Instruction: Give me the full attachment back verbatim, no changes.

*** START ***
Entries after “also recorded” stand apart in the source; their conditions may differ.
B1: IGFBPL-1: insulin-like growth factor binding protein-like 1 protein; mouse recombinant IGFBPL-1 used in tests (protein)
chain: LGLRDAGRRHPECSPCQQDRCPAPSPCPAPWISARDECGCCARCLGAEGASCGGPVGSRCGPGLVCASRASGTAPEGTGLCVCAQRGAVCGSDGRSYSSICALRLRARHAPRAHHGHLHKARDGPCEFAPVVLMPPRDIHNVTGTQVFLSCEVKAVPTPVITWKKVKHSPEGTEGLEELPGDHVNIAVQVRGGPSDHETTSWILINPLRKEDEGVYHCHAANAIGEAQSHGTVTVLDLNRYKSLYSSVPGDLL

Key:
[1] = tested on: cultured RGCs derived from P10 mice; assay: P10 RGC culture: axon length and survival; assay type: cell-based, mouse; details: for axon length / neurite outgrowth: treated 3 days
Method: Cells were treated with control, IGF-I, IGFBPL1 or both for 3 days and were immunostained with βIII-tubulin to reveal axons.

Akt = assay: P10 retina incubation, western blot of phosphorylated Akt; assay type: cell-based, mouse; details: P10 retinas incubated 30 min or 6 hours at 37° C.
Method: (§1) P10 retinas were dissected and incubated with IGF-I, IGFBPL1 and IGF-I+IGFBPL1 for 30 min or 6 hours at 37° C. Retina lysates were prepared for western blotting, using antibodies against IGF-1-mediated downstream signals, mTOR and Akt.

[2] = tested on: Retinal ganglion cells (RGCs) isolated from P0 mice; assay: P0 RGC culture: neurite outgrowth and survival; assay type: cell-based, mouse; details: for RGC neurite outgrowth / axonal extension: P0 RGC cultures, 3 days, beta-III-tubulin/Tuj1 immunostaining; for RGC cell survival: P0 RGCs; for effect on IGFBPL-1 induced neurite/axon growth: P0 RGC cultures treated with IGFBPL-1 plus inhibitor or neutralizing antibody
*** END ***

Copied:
Entries after “also recorded” stand apart in the source; their conditions may differ.
B1: IGFBPL-1: insulin-like growth factor binding protein-like 1 protein; mouse recombinant IGFBPL-1 used in tests (protein)
chain: LGLRDAGRRHPECSPCQQDRCPAPSPCPAPWISARDECGCCARCLGAEGASCGGPVGSRCGPGLVCASRASGTAPEGTGLCVCAQRGAVCGSDGRSYSSICALRLRARHAPRAHHGHLHKARDGPCEFAPVVLMPPRDIHNVTGTQVFLSCEVKAVPTPVITWKKVKHSPEGTEGLEELPGDHVNIAVQVRGGPSDHETTSWILINPLRKEDEGVYHCHAANAIGEAQSHGTVTVLDLNRYKSLYSSVPGDLL

Key:
[1] = tested on: cultured RGCs derived from P10 mice; assay: P10 RGC culture: axon length and survival; assay type: cell-based, mouse; details: for axon length / neurite outgrowth: treated 3 days
Method: Cells were treated with control, IGF-I, IGFBPL1 or both for 3 days and were immunostained with βIII-tubulin to reveal axons.

Akt = assay: P10 retina incubation, western blot of phosphorylated Akt; assay type: cell-based, mouse; details: P10 retinas incubated 30 min or 6 hours at 37° C.
Method: (§1) P10 retinas were dissected and incubated with IGF-I, IGFBPL1 and IGF-I+IGFBPL1 for 30 min or 6 hours at 37° C. Retina lysates were prepared for western blotting, using antibodies against IGF-1-mediated downstream signals, mTOR and Akt.

[2] = tested on: Retinal ganglion cells (RGCs) isolated from P0 mice; assay: P0 RGC culture: neurite outgrowth and survival; assay type: cell-based, mouse; details: for RGC neurite outgrowth / axonal extension: P0 RGC cultures, 3 days, beta-III-tubulin/Tuj1 immunostaining; for RGC cell survival: P0 RGCs; for effect on IGFBPL-1 induced neurite/axon growth: P0 RGC cultures treated with IGFBPL-1 plus inhibitor or neutralizing antibody